Tighter Lattice Improves Organic Semiconductors
Organic semiconductors have so much going for them as they can allow for electronics flexible enough to exist in clothing and can be printed like newspapers. They do have one rather critical flaw though; they don’t conduct electricity very well. However, researchers at the Stanford School of Engineering have found a way to improve conductivity by as much as 11 times.
Making organic semiconductors involves growing crystals in a pattern. The researchers have found it is possible to pack more molecules into the lattice structure, which is what leads to the increased conductance. Creating strained lattices like this are not unheard of, but previous attempts involving organic semiconductors have never succeeded like this.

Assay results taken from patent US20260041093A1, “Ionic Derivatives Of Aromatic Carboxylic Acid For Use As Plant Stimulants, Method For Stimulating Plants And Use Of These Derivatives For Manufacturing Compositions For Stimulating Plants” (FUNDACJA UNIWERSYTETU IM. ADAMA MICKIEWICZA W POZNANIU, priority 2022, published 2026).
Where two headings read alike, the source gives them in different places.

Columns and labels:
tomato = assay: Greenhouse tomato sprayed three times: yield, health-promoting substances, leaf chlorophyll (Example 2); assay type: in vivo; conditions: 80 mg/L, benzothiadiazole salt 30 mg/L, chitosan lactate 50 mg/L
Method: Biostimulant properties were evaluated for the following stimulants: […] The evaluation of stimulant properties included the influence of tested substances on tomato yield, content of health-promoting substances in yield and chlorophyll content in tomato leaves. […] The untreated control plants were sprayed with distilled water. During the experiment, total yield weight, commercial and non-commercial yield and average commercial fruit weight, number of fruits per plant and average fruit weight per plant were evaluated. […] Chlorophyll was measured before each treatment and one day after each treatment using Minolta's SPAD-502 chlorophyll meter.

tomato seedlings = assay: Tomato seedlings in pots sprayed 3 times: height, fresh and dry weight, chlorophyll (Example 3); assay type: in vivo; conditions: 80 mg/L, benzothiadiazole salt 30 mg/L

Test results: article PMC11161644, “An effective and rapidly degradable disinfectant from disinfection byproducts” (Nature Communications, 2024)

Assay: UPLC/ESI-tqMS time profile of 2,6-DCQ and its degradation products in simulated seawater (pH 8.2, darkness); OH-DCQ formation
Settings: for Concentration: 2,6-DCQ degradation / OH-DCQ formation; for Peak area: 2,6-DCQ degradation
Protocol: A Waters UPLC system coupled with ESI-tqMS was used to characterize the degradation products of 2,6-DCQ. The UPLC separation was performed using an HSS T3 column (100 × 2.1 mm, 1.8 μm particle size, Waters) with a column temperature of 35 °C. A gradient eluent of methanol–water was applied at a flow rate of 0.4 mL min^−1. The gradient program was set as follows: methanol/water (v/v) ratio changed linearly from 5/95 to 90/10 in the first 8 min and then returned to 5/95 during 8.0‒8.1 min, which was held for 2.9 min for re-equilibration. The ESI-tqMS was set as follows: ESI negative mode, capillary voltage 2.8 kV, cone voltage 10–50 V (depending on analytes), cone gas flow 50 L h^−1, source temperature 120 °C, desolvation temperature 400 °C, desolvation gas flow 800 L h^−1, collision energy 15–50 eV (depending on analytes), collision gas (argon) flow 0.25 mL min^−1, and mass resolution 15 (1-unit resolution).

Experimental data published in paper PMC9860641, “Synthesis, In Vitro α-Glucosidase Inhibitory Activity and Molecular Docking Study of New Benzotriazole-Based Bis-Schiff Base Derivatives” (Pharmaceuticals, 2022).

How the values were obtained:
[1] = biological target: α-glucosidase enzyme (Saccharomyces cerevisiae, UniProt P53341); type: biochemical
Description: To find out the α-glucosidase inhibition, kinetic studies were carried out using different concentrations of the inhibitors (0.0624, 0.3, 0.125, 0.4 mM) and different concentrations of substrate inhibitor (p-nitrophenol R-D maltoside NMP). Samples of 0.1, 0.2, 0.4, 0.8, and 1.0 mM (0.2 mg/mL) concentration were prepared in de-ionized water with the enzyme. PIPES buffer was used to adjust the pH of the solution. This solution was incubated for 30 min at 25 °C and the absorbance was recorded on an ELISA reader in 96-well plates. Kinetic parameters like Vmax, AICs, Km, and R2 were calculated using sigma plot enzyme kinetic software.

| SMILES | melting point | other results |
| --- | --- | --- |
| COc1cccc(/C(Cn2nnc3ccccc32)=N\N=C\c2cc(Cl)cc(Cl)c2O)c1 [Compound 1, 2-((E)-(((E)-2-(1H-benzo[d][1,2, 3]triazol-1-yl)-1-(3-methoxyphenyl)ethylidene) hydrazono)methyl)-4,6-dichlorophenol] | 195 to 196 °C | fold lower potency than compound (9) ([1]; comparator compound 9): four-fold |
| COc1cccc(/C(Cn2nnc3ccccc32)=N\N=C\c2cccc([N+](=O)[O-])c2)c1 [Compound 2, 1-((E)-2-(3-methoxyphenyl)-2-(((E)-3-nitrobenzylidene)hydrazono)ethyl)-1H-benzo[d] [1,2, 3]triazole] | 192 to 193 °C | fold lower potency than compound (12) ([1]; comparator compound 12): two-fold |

The new technique uses a solution shearing process with two metal plates. The lower plate heats the solution while the top plate floats on top. As the trailing edge of the top plate reveals the solution, it reacts with a vaporized solvent to grow crystals. The researchers found they could control the pattern of the crystals by varying the speed of the top plate, with the optimal result being an 11 fold increase over traditional organic semiconductors.